Lebanese-Canadians in Ottawa watch 'stressful' situation unfold overseas
Lebanon facing economic crisis with shortages of food, electricity, money
Some Lebanese-Canadians living in Ottawa say they feel helpless as they watch loved ones in the Middle Eastern country struggle to make ends meet and afford basics like food and diapers.
An economic crisis has pushed many of Lebanon's citizens into dire situations, with the World Bank warning late last year that up to half the country could end up below the poverty line if the instability gets worse.
The crisis emerged long before the pandemic — although it has complicated things further — with government corruption blamed for the collapsing economy. Tens of thousands took part in anti-government demonstrations last October, both in Lebanon and here in Canada.
Ottawa residents with family and friends in Lebanon say many people who were once firmly in the middle class are now barely able to afford staples such as salt and sugar.
Economic situation 'horrible'
"It's very sad ... I don't think Lebanon has experienced a crisis like this since the civil war in [1975-1990]," said Ahmad Araji, president of the Lebanese Club of Ottawa.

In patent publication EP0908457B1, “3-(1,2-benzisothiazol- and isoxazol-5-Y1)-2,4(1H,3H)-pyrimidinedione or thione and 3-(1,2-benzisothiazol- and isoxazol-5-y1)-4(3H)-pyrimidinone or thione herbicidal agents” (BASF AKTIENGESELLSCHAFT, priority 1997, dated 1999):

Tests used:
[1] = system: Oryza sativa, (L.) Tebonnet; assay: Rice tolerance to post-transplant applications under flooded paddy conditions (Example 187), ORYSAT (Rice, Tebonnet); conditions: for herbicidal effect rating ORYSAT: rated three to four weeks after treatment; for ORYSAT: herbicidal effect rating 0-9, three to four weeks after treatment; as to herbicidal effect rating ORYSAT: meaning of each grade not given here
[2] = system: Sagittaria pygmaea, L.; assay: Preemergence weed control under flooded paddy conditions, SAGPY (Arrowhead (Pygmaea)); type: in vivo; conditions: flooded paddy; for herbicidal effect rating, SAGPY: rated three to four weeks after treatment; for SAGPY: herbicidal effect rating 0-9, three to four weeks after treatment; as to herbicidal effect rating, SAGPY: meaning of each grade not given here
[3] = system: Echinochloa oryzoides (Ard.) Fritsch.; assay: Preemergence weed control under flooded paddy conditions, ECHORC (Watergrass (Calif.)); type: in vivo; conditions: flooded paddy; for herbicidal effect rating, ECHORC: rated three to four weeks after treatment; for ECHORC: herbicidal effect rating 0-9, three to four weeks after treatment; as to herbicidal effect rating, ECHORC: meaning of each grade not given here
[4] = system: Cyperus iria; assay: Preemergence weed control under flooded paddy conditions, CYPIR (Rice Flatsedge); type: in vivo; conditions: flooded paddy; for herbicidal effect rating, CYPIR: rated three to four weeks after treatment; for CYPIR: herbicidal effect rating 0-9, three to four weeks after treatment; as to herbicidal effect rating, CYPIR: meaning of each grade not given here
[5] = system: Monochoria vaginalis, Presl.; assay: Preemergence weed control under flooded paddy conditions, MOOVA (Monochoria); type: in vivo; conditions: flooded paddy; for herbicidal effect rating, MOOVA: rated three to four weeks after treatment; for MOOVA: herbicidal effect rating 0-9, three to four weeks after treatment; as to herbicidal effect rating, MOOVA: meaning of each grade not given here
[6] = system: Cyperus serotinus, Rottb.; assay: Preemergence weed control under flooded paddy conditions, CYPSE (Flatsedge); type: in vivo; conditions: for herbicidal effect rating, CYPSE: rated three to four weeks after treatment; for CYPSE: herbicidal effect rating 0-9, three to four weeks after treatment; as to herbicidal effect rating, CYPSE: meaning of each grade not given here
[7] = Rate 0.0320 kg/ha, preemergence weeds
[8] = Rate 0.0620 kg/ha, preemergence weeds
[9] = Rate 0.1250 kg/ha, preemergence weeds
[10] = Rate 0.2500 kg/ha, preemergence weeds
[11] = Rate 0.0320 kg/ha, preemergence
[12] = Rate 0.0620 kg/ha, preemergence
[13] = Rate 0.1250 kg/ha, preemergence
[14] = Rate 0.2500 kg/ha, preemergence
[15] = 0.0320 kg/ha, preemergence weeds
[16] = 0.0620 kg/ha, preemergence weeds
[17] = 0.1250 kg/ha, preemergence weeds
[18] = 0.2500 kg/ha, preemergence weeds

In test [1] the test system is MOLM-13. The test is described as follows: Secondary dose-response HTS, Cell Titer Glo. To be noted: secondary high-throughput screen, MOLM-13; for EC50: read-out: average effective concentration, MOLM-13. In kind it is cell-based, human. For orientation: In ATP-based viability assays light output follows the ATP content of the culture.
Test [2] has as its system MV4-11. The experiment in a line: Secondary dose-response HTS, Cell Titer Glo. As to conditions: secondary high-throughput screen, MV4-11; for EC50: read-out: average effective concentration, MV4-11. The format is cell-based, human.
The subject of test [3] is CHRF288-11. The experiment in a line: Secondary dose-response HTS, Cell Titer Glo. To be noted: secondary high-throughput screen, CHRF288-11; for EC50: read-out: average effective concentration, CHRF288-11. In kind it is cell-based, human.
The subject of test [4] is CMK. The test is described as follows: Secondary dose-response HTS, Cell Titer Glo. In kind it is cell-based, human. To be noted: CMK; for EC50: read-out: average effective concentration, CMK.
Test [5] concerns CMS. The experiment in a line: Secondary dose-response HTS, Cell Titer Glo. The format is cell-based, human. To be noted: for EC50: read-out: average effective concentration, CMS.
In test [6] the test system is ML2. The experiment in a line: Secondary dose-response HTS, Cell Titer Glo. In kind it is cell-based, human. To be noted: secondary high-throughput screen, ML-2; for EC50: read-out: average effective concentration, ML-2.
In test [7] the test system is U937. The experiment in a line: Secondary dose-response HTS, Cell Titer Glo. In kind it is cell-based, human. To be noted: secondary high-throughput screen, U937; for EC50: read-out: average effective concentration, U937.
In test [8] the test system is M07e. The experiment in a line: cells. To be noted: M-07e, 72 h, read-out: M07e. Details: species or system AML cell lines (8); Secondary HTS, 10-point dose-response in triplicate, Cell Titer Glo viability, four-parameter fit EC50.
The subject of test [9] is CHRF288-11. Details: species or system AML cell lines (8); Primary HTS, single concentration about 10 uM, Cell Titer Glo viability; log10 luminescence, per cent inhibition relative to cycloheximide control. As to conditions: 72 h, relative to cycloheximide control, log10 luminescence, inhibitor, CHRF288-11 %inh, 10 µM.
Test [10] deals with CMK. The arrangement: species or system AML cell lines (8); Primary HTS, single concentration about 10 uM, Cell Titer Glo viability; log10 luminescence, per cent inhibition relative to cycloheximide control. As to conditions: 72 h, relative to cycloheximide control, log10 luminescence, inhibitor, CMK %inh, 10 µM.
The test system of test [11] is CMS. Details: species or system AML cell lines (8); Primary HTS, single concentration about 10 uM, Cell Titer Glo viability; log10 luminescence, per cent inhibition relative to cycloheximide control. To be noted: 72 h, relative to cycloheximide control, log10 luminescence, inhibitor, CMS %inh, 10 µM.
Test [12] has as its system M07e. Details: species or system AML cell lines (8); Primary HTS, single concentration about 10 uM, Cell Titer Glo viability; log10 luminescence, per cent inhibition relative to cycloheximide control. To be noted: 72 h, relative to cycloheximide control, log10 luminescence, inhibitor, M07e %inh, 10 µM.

"People who were never homeless are now on the streets begging for basic food like milk and bread. It's horrible. I don't think any words can do it justice."
Araji said his organization is doing its best to send money back home, where many are living off funds being sent by the country's diaspora.
"But that, for me, it's just a [short-term] solution," he said. "Because you're numbing the pain, and you're not actually removing the problem itself."
The club has also been creating care packages for Lebanese international students in Ottawa, Araji said, as many of them rely on money from their families since their student visas don't let them work full-time.
"They are not able to send them money for rent. They're not able to send them money for tuition. They're not able to send them money for their day-to-day spending," he said.
Other Lebanese-Canadians in Ottawa have been working to send money overseas so that volunteers in Lebanon can create food hampers.
The boxes — containing sugar, salt, lentils, chickpeas, rice, and beans — are designed to feed a family of five in Lebanon for several weeks.
"It's been very stressful for us to watch our people in Lebanon, and our family and friends, suffer like this," said Marlon Oneid, who still has friends and family in the country.
"They've changed all of their habits to be able to live on things that are not normal to live on. You can't eat beans the rest of your life. If you wanted to buy protein, you just couldn't afford it anymore. So it's been very tough on all of them."